'Self-Embedding' a Troubling Trend Among Teens
Patients typically wound themselves, then place objects in the wound, researchers say
WEDNESDAY, Dec. 3, 2008 (HealthDay News) -- Self-embedding, a disorder where people wound themselves and then place objects in the wound, is an increasing problem among American teens, especially girls, researchers say.
Slated to report their findings Wednesday at the Radiological Society of North America's annual meeting in Chicago, doctors said that ultrasound and other minimally invasive imaging techniques can help guide the removal of these foreign objects from the wounds. This is one of the first-ever reports of self-embedding, the authors said.
Self-embedding disorder is typically done without suicidal intent. Objects are used to puncture the skin or are embedded into the wound after cutting.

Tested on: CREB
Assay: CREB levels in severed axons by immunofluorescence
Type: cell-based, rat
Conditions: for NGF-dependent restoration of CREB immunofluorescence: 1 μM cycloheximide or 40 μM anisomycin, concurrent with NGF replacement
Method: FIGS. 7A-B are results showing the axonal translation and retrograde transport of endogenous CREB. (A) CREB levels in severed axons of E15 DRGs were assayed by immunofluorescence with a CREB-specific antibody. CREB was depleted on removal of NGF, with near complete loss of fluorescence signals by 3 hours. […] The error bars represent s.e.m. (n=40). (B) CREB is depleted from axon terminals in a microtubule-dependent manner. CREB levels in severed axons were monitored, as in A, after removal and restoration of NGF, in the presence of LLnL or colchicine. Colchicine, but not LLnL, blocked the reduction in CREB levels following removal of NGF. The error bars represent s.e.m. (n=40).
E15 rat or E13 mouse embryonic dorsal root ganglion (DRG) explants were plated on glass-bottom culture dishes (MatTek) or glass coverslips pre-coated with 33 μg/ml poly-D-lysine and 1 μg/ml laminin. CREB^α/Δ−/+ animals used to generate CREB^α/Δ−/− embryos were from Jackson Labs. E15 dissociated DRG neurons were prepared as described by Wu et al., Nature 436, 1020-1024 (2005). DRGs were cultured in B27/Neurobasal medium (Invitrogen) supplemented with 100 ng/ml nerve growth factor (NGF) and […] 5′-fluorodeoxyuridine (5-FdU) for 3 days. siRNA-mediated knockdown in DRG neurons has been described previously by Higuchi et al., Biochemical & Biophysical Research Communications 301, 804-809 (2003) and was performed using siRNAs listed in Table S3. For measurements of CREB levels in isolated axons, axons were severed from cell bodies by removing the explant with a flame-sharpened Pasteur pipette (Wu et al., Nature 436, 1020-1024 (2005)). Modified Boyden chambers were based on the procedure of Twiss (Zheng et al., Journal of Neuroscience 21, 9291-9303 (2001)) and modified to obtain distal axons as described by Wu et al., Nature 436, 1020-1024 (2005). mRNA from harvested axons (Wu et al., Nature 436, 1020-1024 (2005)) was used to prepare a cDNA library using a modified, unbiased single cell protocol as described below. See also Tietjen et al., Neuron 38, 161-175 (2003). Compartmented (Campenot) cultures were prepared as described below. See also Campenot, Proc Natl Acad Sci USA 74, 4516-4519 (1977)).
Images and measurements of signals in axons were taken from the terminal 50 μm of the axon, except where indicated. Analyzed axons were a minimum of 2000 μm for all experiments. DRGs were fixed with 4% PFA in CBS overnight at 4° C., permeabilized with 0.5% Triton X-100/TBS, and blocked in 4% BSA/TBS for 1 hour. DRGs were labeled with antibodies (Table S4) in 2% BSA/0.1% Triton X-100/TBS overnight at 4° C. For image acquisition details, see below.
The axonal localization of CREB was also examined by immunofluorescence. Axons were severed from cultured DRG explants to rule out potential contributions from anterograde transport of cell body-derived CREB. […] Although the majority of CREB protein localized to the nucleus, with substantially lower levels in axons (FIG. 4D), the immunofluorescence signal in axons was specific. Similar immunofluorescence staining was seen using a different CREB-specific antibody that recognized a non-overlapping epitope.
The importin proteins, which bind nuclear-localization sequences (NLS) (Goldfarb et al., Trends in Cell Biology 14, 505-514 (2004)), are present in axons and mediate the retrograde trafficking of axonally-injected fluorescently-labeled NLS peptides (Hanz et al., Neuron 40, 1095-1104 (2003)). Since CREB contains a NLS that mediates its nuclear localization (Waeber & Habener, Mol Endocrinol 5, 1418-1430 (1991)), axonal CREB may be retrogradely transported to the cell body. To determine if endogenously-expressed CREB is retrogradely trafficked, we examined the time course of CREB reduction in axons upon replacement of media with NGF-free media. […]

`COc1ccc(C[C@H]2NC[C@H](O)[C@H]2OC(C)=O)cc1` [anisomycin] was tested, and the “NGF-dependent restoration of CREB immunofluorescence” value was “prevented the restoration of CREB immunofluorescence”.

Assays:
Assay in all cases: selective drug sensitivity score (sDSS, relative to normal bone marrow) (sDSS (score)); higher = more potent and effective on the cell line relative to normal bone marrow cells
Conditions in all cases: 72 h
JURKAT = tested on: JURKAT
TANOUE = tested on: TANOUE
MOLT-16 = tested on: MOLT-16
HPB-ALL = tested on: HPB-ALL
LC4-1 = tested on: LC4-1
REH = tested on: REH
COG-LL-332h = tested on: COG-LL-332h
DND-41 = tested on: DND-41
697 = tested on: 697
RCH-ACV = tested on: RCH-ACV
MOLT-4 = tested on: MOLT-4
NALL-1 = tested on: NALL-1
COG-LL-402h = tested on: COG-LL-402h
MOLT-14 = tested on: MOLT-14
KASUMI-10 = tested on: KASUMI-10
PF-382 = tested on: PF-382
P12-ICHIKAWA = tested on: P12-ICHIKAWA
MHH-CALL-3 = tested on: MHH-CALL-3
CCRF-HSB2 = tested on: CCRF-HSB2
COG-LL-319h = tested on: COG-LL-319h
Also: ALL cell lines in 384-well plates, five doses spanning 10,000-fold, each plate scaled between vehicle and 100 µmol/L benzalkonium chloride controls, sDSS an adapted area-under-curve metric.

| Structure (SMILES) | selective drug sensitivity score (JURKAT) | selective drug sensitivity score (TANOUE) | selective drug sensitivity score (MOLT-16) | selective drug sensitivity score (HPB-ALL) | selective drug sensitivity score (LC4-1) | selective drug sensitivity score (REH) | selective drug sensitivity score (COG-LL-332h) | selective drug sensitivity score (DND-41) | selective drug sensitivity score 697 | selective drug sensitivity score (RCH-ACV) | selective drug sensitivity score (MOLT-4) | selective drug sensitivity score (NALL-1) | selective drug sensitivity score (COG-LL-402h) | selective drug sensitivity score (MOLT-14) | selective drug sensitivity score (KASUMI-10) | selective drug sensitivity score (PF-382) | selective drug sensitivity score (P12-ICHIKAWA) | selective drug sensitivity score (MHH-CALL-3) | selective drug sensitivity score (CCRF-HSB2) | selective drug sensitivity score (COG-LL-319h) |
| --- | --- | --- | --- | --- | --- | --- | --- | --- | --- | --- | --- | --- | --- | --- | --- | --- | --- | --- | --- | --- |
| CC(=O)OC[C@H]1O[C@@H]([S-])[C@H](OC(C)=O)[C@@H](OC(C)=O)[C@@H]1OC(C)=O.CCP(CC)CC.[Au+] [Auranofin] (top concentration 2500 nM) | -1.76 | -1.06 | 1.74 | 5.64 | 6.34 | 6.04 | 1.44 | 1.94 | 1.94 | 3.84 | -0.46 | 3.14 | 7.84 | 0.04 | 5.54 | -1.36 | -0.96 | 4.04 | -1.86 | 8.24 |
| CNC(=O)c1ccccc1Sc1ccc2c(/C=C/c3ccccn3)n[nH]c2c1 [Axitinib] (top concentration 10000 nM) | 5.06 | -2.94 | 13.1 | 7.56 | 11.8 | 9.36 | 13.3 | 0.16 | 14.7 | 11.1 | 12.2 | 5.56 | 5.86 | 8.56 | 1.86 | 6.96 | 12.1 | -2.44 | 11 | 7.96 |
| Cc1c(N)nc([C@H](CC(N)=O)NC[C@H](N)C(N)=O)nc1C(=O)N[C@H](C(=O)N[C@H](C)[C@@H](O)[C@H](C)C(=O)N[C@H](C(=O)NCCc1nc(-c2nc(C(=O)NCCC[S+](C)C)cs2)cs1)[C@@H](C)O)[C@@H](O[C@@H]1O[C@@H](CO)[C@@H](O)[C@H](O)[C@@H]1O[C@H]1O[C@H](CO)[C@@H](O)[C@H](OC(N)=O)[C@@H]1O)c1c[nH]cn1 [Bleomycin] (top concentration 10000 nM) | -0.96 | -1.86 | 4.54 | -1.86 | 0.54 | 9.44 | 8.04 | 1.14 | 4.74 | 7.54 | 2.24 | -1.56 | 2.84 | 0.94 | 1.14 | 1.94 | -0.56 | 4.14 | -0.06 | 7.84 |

In the study, interventional pediatric radiologists used ultrasound and/or fluoroscopic guidance to remove 52 embedded foreign objects from nine teenagers with the disorder. The objects removed included needles, staples, paper clips, glass, wood, plastic, graphite (pencil lead), crayon and stone.
Ultrasound allowed the finding of objects such as wood, crayons and plastic, which are not normally detectable on X-rays. Small incisions in the skin were made to remove the objects without fragmentation or complications.
"Radiologists are in a unique position to be the first to detect self-embedding disorder, make the appropriate diagnosis, and mobilize the health-care system for early and effective intervention and treatment," principal investigator William E. Shiels II, chief of the department of radiology at Nationwide Children's Hospital in Columbus, Ohio, said in a news release issued by the conference organizer.
The Nemours Foundation has more about emotional issues for teenagers.